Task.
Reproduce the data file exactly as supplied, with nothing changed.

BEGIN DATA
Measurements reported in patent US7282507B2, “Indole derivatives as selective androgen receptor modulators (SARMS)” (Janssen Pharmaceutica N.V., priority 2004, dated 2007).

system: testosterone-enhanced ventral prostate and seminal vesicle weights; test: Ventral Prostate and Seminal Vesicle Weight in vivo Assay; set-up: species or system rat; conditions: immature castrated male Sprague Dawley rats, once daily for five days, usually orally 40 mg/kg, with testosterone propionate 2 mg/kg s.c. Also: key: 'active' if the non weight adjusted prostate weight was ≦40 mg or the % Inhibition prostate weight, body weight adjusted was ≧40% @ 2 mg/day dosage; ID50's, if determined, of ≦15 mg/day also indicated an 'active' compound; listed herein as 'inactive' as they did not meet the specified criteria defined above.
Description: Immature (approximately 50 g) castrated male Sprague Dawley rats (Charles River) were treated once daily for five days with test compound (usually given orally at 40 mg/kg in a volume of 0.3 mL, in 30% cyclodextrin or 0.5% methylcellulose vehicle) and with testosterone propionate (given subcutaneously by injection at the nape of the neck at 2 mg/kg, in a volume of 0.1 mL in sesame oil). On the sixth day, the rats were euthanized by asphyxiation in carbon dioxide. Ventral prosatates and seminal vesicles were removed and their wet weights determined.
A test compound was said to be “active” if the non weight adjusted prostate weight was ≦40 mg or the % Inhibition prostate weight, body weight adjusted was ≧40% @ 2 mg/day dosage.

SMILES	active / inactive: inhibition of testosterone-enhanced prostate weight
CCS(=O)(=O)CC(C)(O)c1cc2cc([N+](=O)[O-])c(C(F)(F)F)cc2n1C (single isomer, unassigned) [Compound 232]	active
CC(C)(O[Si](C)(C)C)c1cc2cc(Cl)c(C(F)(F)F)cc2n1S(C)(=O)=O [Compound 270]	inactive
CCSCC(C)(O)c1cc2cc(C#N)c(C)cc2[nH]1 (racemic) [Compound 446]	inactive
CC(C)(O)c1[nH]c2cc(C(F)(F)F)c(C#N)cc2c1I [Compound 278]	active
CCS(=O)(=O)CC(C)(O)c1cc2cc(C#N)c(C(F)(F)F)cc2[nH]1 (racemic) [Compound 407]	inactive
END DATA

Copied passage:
Measurements reported in patent US7282507B2, “Indole derivatives as selective androgen receptor modulators (SARMS)” (Janssen Pharmaceutica N.V., priority 2004, dated 2007).

system: testosterone-enhanced ventral prostate and seminal vesicle weights; test: Ventral Prostate and Seminal Vesicle Weight in vivo Assay; set-up: species or system rat; conditions: immature castrated male Sprague Dawley rats, once daily for five days, usually orally 40 mg/kg, with testosterone propionate 2 mg/kg s.c. Also: key: 'active' if the non weight adjusted prostate weight was ≦40 mg or the % Inhibition prostate weight, body weight adjusted was ≧40% @ 2 mg/day dosage; ID50's, if determined, of ≦15 mg/day also indicated an 'active' compound; listed herein as 'inactive' as they did not meet the specified criteria defined above.
Description: Immature (approximately 50 g) castrated male Sprague Dawley rats (Charles River) were treated once daily for five days with test compound (usually given orally at 40 mg/kg in a volume of 0.3 mL, in 30% cyclodextrin or 0.5% methylcellulose vehicle) and with testosterone propionate (given subcutaneously by injection at the nape of the neck at 2 mg/kg, in a volume of 0.1 mL in sesame oil). On the sixth day, the rats were euthanized by asphyxiation in carbon dioxide. Ventral prosatates and seminal vesicles were removed and their wet weights determined.
A test compound was said to be “active” if the non weight adjusted prostate weight was ≦40 mg or the % Inhibition prostate weight, body weight adjusted was ≧40% @ 2 mg/day dosage.

SMILES	active / inactive: inhibition of testosterone-enhanced prostate weight
CCS(=O)(=O)CC(C)(O)c1cc2cc([N+](=O)[O-])c(C(F)(F)F)cc2n1C (single isomer, unassigned) [Compound 232]	active
CC(C)(O[Si](C)(C)C)c1cc2cc(Cl)c(C(F)(F)F)cc2n1S(C)(=O)=O [Compound 270]	inactive
CCSCC(C)(O)c1cc2cc(C#N)c(C)cc2[nH]1 (racemic) [Compound 446]	inactive
CC(C)(O)c1[nH]c2cc(C(F)(F)F)c(C#N)cc2c1I [Compound 278]	active
CCS(=O)(=O)CC(C)(O)c1cc2cc(C#N)c(C(F)(F)F)cc2[nH]1 (racemic) [Compound 407]	inactive